Imago's hit "The Black Lizard" is being revived in the fall. Non-equity roles are available for men and women actors and dancers of all ages (must be 18 years and older to audition.) Compensation is available.
Rehearsals take place sporadically in the summer. Primary auditions are in September. Performance period is from September to November.
To be considered for an audition you must send in a photo and resume (or bio) to the following address: email@example.com.
Auditions will take place on June 27th in the evening and other dates to be announced.
Synopsis: From 1950, until his dramatic suicide in 1970, while attempting to foment a right-wing coup d'etat, Yukio Mishima dominated Japanese letters—as novelist and playwright. Mishima was equally adept at writing psychological parlor-room drama and bombastic kabuki—filled with music, dance, and stage magic. The Black Lizard (1961) is a hybrid of these two styles. Black Lizard is the pseudonym of Japan's most notorious woman gang leader, and she specializes in jewelry theft and murder. These disparate crimes have one object—to fuel her obsession with obtaining and possessing the impossible—beauty that will never be lost or fade away. The play takes the form of a battle of wits between Black Lizard and brilliant private detective, Kogorô Akechi, Japan's Sherlock Holmes. Black Lizard attempts to steal the biggest diamond in Japan, Akechi strives to protect the jewel and capture the criminal. Until the end we don't know who will prevail. The play has been a perennial favorite in Japan—many leading actresses and female impersonators have taken a turn at playing Black Lizard including Mizutani Yaeko, Miwa Akihiro (also in the film version), Bandô Tamasaburô, and Matsuzaka Keiko.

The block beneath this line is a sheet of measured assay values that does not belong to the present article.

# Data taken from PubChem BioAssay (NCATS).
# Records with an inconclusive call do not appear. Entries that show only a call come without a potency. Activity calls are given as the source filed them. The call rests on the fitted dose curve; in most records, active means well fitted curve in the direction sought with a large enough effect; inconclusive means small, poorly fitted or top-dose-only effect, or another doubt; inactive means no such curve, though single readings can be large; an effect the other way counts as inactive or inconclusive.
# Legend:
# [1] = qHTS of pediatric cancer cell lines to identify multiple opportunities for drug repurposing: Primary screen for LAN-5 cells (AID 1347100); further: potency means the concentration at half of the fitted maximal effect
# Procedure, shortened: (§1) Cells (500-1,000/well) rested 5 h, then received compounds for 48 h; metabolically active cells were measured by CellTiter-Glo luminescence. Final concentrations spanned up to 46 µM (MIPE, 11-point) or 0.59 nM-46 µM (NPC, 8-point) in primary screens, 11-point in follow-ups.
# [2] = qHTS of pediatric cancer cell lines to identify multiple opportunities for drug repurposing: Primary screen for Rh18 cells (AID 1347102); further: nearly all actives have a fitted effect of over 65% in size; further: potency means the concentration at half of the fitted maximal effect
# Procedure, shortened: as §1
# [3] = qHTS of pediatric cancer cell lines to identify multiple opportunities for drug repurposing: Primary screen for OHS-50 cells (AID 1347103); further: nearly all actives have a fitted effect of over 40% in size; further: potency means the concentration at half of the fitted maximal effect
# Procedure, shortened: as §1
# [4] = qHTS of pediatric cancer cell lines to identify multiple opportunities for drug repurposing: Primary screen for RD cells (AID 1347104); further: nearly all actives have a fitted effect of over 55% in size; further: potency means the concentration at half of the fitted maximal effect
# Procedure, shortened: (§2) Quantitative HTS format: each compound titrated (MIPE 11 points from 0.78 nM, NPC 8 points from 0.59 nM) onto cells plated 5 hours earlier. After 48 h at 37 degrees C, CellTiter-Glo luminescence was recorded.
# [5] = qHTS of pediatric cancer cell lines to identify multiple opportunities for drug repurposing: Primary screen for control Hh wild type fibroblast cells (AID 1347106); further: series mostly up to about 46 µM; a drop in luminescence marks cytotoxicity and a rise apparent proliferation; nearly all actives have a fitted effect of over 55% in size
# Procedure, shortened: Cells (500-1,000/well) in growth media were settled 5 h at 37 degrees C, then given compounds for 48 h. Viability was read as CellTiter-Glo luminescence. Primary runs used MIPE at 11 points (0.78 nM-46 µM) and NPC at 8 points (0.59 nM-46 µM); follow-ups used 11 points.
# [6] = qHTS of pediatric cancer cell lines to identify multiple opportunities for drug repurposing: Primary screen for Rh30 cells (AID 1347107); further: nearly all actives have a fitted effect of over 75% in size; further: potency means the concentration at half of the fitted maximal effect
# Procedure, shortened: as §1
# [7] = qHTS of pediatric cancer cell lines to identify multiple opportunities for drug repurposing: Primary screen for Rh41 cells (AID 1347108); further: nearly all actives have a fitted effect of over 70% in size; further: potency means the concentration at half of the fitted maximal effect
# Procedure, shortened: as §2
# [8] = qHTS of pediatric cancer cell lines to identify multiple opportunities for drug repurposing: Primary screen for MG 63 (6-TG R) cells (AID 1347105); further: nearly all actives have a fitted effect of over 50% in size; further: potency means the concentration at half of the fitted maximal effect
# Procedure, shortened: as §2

The Black Lizard delves deeply into the psyche of the heroine, who embodies many of Mishima's own pathologies, but at the same time the play is a campy, sexy, and hilarious romp through Japan in the 1960s. Characters take on multiple identities and don disguises with a frequency seen only in kabuki, and settings range from posh hotel suites, to Tokyo Tower, to a ship at sea. As in kabuki, leading characters are given long monologues to reveal their innermost feelings, and in Jerry Mouawad's direction these are presented in "chamber" style with influences from Richard Foreman. Imago's The Black Lizard will be a verbally sophisticated, physically energetic, and visually sumptuous play—attempting to bring a contemporary fusion of kabuki and melodrama to Portland audiences.
The production contains nudity. Go to Imago's show page for The Black Lizard here.